last Friday. "Sometimes we need someone to tell us not to pitch,
that our arms are not good."
Opposing hitters sent Avery, a two-time 18-game winner and the
1991 National League Championship Series MVP, that message long
before doctors did. His performance had slipped (7-13, 4.67 ERA
in '95 and 7-10, 4.47 in '96) before he left the Braves as a free
agent, and he bottomed out in Boston and Cincinnati, going a
combined 22-21 with a 5.50 ERA. His velocity dropped too. "By
last year I was throwing 10 miles an hour less than I used to,"
says Avery, whose fastball reached the low 90s early in his
Like Smoltz, who rebuilt his motion last season to reduce stress
on his elbow, Avery had tinkered with his mechanics to compensate
for shoulder pain. In 1998 Avery adopted a more sidearm motion;
last year he tried to return to his original arm angle, only to
overadjust and throw from too far over the top. That's where
Mazzone can help. Avery, who gave up no hits in one inning in his
first spring appearance last Thursday, says that he now has
confidence in his shoulder and that his arm strength is
returning. Mazzone is trying to reconstruct Avery's early-career
mechanics. "Wouldn't it be ironic if Steve Avery takes Smoltzie's
spot?" says Mazzone. "I mean, we all grew up together back in
Play Now, Pay Later?
Last Saturday was the deadline for teams to renew the contracts
of their arbitration-ineligible players (those with less than
three years of major league service, excluding the top 17% of
players with two-plus years, who can go to arbitration). That is,
when the two sides haven't been able to agree on a new deal, the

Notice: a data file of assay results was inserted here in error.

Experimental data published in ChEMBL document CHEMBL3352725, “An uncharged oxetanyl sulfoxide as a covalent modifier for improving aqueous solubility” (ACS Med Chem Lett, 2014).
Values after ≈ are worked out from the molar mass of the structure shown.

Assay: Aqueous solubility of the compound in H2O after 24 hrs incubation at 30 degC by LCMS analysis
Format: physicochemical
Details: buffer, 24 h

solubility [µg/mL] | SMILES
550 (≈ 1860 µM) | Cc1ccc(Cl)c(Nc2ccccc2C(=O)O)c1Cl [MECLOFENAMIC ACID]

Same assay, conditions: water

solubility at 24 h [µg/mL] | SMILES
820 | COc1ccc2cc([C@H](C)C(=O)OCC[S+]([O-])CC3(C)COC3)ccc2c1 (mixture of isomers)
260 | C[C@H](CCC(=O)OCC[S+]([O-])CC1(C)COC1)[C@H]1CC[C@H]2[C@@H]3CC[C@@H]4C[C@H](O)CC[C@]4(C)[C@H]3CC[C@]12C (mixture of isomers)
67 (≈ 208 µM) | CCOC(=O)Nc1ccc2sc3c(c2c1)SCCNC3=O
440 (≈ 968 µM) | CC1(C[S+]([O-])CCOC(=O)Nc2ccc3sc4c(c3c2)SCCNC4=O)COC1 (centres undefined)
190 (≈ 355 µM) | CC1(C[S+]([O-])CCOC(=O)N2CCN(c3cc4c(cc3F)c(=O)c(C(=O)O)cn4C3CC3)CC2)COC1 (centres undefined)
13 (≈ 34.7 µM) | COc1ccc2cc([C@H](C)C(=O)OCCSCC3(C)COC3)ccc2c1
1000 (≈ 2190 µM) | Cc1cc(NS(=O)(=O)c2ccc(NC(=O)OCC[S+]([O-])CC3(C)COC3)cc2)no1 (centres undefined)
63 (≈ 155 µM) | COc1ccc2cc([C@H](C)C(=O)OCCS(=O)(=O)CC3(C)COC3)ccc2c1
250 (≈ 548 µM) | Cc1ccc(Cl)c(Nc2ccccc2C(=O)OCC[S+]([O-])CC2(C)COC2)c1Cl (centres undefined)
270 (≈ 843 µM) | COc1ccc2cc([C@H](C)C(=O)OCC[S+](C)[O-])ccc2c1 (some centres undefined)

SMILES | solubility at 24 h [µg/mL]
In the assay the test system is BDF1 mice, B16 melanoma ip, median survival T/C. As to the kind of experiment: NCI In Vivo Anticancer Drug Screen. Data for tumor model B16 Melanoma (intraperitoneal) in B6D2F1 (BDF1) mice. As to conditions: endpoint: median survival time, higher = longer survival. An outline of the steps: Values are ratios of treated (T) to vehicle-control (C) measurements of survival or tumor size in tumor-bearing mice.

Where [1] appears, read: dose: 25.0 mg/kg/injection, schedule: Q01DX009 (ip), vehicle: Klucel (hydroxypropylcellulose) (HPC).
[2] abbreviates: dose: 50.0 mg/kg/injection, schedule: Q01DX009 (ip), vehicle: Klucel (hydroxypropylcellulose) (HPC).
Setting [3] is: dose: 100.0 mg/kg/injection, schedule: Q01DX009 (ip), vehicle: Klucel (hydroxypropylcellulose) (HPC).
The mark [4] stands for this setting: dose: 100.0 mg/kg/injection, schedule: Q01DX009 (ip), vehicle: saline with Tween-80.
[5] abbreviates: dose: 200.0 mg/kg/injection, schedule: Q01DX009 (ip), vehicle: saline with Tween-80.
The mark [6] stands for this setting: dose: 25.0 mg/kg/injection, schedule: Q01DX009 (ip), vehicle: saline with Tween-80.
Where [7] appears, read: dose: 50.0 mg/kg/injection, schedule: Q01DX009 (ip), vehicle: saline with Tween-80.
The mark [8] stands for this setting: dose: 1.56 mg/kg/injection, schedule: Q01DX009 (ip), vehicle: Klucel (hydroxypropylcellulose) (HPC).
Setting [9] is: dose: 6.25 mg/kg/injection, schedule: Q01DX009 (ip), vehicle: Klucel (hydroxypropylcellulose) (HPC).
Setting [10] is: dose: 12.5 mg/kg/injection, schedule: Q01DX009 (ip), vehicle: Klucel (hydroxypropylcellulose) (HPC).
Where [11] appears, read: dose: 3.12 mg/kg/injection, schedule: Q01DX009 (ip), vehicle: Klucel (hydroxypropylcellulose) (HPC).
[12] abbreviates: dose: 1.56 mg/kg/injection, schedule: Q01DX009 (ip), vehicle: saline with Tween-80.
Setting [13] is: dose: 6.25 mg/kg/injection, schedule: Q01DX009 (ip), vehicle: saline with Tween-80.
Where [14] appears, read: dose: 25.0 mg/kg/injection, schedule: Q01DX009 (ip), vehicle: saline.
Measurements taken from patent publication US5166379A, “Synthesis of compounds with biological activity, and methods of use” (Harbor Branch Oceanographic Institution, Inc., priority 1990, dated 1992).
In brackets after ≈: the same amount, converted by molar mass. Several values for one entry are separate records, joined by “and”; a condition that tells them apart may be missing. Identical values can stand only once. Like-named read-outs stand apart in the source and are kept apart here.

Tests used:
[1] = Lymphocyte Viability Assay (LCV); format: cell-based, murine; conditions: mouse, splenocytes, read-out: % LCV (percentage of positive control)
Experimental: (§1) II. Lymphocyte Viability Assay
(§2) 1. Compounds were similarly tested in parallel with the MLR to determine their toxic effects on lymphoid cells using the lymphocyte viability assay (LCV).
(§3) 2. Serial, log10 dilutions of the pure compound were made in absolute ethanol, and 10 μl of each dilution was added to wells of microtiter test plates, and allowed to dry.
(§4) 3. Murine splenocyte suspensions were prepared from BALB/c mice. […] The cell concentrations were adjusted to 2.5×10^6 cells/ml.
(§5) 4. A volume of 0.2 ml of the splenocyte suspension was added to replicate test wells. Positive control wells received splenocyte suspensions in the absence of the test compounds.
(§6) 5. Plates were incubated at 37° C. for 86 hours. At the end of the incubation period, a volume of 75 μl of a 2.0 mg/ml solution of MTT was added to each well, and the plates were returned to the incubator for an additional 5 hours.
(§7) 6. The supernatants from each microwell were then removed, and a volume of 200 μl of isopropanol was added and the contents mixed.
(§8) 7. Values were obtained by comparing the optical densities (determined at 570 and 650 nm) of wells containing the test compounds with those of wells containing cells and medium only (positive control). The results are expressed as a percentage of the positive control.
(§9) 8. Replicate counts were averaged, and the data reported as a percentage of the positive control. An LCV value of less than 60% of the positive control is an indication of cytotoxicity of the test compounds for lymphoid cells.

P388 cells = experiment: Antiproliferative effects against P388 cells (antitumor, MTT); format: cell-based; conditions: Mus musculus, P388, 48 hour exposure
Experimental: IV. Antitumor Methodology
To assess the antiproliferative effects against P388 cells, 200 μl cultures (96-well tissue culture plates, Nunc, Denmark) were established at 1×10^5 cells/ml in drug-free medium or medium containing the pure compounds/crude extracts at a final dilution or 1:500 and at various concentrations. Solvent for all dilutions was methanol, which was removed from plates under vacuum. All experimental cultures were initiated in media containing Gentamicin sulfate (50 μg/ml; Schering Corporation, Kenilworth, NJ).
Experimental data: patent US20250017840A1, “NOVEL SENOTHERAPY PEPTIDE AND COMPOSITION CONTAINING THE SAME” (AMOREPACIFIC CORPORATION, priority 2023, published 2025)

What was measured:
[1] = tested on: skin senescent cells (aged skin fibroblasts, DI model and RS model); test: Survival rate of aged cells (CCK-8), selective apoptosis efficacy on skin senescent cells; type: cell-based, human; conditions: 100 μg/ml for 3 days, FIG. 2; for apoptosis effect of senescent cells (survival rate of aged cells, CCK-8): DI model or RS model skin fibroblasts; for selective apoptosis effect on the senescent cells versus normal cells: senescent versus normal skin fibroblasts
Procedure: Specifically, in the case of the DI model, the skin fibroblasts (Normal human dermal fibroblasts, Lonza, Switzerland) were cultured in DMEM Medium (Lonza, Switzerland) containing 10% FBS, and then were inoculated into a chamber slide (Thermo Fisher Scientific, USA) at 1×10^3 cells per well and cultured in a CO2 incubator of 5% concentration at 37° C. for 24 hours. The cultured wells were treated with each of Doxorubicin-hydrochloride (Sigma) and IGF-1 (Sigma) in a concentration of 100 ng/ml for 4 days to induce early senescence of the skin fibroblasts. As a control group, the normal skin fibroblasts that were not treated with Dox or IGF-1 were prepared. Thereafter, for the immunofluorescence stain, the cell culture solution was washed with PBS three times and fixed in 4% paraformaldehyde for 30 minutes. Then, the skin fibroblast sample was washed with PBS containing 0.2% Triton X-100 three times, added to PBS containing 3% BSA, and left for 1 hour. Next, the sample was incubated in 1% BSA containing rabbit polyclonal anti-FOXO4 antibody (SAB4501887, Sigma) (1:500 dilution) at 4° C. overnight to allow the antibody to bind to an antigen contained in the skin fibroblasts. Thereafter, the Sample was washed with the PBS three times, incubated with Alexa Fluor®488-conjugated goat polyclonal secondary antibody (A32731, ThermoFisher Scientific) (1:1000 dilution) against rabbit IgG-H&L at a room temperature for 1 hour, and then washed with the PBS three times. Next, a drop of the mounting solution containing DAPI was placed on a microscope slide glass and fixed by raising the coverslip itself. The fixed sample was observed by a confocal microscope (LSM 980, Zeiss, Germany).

team pays the player whatever it chooses, as long as it's at
least 80% of what he made the previous year. The move may save
dollars now but risks alienating young stars. Here are five
players, including Rangers reliever Jeff Zimmerman (right), who
were renewed at bargain rates.
PLAYER, 1999 PERFORMANCE RENEWAL RATE RAISE
Troy Glaus, His 29 homers were second on $275,000 $63,000
3B, ANGELS Angels to Mo Vaughn's 33
Kevin Millwood, Won 18 games; held hitters to $415,000 $185,000
RHP, BRAVES major-league-low .202 average
Eric Milton, Reduced ERA by 1.15 from $285,000 $45,000
LHP, TWINS rookie year; had no-hitter in
Jason Varitek, Hit 20 homers; only Pudge $375,000 $137,500
C, RED SOX Rodriguez caught more games
Jeff Zimmerman, Reliever made All-Star team $250,000 $50,000
RHP, RANGERS as rookie; went 9-3 with 2.36
the HOT corner
As a precautionary measure, the Cubs pushed Kerry Wood's first
start after elbow surgery back 10 days, to this Sunday. They also
want Wood to stop throwing his slider, fearing the pitch puts too
much stress on his right arm. Says manager Don Baylor, "When I
say we're going to be cautious, I'm serious."...
Royals rookie outfielder Mark Quinn, who batted .360 with 25
homers and 84 RBIs at Triple A Omaha last season, then hit six
dingers during a 17-game call-up, is miffed at not having a
guaranteed roster spot this spring. "I don't feel I have
anything else to prove in the minor leagues," says Quinn, who
hit .300 with no homers in 20 at bats in his first nine
Astros righthander Scott Elarton, recovering from off-season
shoulder surgery, started throwing breaking balls only last week
and won't be ready for Opening Day. That means righthander
Dwight Gooden, 35, in camp on a minor league contract, is likely
to be Houston's fifth starter. Notoriously slow out of the
blocks, Gooden retired the first 12 men he faced this year....
In his debut last week 19-year-old righthander Josh Beckett, the
Marlins' first-round pick in the 1999 draft, retired all six
Royals he faced and hit 96 mph on a radar gun. "I don't know
when I've been this impressed," said manager John Boles.